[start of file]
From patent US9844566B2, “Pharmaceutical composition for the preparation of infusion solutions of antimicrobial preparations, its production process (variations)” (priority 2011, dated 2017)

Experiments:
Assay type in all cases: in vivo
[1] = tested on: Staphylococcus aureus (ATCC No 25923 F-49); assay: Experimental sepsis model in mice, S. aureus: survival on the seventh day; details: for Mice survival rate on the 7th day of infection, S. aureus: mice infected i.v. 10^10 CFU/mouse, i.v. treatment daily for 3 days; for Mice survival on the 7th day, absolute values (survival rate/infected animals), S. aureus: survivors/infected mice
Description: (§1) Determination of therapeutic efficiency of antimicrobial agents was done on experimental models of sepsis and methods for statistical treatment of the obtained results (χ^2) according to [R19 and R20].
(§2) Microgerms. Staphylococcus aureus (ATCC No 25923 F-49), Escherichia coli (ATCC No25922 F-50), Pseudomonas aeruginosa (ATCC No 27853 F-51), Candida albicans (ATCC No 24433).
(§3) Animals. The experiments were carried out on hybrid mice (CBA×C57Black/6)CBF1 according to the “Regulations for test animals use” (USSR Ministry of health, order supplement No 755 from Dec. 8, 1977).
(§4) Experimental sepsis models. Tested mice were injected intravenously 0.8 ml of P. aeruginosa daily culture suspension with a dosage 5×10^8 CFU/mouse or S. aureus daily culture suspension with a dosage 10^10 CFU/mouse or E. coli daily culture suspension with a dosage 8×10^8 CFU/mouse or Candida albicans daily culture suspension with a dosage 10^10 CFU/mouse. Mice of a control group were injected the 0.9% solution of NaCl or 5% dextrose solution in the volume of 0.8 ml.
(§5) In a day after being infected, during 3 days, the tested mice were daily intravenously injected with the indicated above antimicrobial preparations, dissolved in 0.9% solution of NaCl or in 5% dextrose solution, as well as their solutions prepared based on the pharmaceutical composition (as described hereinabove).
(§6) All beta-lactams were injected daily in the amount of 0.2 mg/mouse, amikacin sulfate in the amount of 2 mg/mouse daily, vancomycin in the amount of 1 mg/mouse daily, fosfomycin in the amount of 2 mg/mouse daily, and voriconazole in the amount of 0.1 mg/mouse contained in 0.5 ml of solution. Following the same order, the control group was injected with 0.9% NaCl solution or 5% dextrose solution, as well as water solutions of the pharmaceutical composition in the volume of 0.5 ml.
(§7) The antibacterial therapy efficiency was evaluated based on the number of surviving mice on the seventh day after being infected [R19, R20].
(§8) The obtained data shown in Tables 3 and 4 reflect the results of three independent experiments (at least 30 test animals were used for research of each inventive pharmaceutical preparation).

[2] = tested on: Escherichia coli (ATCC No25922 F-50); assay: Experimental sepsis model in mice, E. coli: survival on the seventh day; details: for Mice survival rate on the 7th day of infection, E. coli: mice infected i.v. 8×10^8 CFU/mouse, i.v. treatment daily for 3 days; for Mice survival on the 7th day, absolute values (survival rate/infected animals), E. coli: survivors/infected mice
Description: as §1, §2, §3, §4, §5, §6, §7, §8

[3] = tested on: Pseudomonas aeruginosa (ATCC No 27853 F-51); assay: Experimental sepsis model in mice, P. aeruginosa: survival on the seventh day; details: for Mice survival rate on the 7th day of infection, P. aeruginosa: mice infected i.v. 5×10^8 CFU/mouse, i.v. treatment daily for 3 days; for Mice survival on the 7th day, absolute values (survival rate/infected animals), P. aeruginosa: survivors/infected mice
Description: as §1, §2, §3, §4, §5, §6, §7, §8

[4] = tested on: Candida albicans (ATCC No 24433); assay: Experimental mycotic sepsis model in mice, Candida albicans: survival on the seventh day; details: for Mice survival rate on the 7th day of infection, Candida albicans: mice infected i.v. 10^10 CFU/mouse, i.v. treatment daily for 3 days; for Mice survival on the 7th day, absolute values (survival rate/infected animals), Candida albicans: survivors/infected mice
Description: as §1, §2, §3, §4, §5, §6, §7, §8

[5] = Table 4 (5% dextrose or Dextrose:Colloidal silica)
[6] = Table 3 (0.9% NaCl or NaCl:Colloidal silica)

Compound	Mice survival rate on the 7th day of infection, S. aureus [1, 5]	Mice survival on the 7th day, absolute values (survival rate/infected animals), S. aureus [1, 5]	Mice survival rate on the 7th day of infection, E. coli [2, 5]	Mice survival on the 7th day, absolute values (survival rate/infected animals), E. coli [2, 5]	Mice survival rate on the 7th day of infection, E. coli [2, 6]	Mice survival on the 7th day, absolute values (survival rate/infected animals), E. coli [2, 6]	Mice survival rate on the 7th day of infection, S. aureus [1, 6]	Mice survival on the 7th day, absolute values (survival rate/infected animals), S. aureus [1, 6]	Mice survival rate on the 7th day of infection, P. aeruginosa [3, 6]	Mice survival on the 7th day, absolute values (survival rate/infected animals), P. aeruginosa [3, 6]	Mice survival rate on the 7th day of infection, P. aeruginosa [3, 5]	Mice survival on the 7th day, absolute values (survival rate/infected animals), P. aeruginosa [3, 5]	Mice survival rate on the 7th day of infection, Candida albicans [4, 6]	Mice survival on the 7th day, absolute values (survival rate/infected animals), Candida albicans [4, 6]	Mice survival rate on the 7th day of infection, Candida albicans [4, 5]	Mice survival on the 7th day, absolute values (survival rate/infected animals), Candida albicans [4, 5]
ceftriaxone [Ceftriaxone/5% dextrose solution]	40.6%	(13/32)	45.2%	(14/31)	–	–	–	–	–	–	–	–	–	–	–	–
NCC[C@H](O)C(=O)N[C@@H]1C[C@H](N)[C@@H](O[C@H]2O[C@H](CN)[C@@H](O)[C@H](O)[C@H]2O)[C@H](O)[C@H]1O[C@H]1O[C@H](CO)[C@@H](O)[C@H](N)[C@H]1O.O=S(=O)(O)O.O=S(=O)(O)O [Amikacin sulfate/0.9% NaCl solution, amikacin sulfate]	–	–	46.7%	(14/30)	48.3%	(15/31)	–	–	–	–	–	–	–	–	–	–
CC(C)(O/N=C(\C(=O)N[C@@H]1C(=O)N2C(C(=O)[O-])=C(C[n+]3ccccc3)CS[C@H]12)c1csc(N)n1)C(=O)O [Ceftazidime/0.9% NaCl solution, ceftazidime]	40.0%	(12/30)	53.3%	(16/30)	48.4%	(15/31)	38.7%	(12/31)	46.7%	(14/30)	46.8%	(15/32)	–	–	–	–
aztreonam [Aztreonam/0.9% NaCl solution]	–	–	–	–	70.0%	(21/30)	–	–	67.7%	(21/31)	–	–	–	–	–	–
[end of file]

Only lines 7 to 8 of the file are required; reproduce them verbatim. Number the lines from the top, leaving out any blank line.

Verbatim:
(§3) Animals. The experiments were carried out on hybrid mice (CBA×C57Black/6)CBF1 according to the “Regulations for test animals use” (USSR Ministry of health, order supplement No 755 from Dec. 8, 1977).
(§4) Experimental sepsis models. Tested mice were injected intravenously 0.8 ml of P. aeruginosa daily culture suspension with a dosage 5×10^8 CFU/mouse or S. aureus daily culture suspension with a dosage 10^10 CFU/mouse or E. coli daily culture suspension with a dosage 8×10^8 CFU/mouse or Candida albicans daily culture suspension with a dosage 10^10 CFU/mouse. Mice of a control group were injected the 0.9% solution of NaCl or 5% dextrose solution in the volume of 0.8 ml.